I think we spend a lot of time building our homes.

We build homes out of fancy buildings with lots of stuff that we care about, we build them out of our job titles, out of accomplishments, out of friends and significant others–and we work so hard, but they do not stand. Sometimes, even, they cause more pain than anything.

For we know that if the tent that is our earthly home is destroyed, we have a building from God, a house not made with hands, eternal in the heavens. For in this tent we groan, longing to put on our heavenly dwelling, if indeed by putting it on we may not be found naked. For while we are still in this tent, we groan, being burdened—not that we would be unclothed, but that we would be further clothed, so that what is mortal may be swallowed up by life. He who has prepared us for this very thing is God, who has given us the Spirit as a guarantee.

So we are always of good courage. We know that while we are at home in the body we are away from the Lord, for we walk by faith, not by sight. Yes, we are of good courage, and we would rather be away from the body and at home with the Lord. So whether we are at home or away, we make it our aim to please him. – 2 Corinthians 5:1-9

I don’t think I’ll ever feel at home here in this world, and you might not, either. So we wait in anticipation for the hope given to us through the blood of Jesus. God proved that He is for us by shedding His blood for us. Therefore, then, He is worthy of our hope and trust. God is for us.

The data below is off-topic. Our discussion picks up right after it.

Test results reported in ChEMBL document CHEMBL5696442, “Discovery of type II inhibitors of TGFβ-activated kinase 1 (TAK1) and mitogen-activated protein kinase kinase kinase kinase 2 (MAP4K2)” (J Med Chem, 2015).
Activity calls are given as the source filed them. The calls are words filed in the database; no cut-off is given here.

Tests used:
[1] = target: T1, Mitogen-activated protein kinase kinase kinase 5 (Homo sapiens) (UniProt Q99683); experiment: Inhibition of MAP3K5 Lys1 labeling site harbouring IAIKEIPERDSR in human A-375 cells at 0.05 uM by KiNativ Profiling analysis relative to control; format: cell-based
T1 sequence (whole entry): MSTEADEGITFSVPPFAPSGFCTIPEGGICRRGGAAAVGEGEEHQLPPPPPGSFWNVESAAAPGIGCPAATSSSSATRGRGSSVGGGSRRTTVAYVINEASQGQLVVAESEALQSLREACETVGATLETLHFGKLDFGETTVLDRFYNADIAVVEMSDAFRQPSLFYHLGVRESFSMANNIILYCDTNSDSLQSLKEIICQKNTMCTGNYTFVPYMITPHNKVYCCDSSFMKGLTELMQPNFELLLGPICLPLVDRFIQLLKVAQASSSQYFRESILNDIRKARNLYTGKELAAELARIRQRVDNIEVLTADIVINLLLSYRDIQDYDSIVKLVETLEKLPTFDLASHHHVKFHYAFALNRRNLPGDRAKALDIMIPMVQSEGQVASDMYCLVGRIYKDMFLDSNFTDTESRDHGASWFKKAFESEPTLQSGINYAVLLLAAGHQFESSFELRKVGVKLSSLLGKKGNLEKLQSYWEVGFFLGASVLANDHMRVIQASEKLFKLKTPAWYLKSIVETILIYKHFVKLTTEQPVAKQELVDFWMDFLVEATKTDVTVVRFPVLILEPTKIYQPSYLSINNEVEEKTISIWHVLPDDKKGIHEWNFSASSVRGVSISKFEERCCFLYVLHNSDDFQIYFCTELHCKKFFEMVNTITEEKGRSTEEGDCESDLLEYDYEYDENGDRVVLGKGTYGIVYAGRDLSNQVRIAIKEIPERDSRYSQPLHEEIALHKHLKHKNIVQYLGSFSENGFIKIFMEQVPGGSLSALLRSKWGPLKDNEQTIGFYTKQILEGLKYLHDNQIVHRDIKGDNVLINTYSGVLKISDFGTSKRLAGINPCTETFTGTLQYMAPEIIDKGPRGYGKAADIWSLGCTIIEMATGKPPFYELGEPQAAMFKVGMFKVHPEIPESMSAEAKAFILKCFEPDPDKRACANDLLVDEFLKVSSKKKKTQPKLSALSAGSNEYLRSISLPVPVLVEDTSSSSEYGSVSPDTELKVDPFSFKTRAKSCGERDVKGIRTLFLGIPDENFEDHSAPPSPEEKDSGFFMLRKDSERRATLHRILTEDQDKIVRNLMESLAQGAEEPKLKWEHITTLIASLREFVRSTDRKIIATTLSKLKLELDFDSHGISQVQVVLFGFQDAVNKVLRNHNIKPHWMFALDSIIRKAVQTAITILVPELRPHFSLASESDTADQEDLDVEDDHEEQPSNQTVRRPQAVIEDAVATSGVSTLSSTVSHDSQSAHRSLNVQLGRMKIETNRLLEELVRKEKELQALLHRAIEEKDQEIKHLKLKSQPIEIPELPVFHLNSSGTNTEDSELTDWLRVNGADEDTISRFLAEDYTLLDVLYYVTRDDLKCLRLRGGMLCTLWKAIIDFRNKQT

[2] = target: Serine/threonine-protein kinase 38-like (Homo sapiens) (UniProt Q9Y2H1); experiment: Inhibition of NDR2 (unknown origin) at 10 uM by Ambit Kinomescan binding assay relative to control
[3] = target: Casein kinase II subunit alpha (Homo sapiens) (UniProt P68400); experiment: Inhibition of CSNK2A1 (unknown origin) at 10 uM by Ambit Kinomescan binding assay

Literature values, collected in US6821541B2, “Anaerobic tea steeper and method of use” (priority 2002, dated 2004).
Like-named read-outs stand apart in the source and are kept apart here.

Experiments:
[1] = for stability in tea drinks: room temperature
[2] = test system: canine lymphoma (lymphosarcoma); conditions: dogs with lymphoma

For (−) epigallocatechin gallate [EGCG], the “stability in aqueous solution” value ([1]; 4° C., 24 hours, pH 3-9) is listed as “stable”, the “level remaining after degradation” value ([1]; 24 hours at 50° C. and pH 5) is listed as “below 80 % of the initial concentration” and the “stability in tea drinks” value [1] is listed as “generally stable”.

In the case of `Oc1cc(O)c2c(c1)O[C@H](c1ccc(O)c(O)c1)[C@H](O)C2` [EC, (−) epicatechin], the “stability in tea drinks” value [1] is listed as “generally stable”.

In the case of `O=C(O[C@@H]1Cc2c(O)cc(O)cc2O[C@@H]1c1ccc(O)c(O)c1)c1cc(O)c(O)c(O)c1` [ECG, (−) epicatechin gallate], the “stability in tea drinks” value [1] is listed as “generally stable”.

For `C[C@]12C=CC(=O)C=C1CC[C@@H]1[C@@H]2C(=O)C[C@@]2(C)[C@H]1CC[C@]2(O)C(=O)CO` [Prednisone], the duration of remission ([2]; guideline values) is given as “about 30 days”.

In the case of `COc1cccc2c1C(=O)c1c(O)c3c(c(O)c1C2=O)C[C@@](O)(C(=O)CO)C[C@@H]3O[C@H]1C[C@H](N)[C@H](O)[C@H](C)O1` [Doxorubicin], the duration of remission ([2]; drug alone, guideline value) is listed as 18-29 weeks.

Confident in the home and identity we have in Christ, we make it our aim to please him, no matter where we are. God is for us, so then, in the likeness of Jesus, let us offer ourselves as a living sacrifice, so that we may be for God.

So whether you find yourself in your hometown, a new community, or maybe you’re moving around every day like us–I encourage and challenge to build your home in Christ. It is the one thing that will not fade away, because we know that he is with us until the very end of the age.


“Let Light Shine Out of Darkness”

Hello from Idaho!

We’re officially into our last three weeks of winter tour, which is just crazy–this tour has flown by. From Nebraska, to Arizona, to Oregon, and everywhere in between, we’ve grown so much over the past three months.

This tour has been challenging. A big takeaway for me has been that God does not call perfect people to ministry.

Not even people that are remotely perfect.

When we see this, we can recognize that we’re imperfect, and surrender ourselves to God. We can seek Him, we can spend time with him, and be filled to the point where there is no longer room for bitterness or hatred or shame.

Or we can ignore it.

I’ll be honest, there’s been a lot of times where I’ve decided to ignore the grace extended to me and try and work for what I think is God’s love–but is actually the love and approval of others.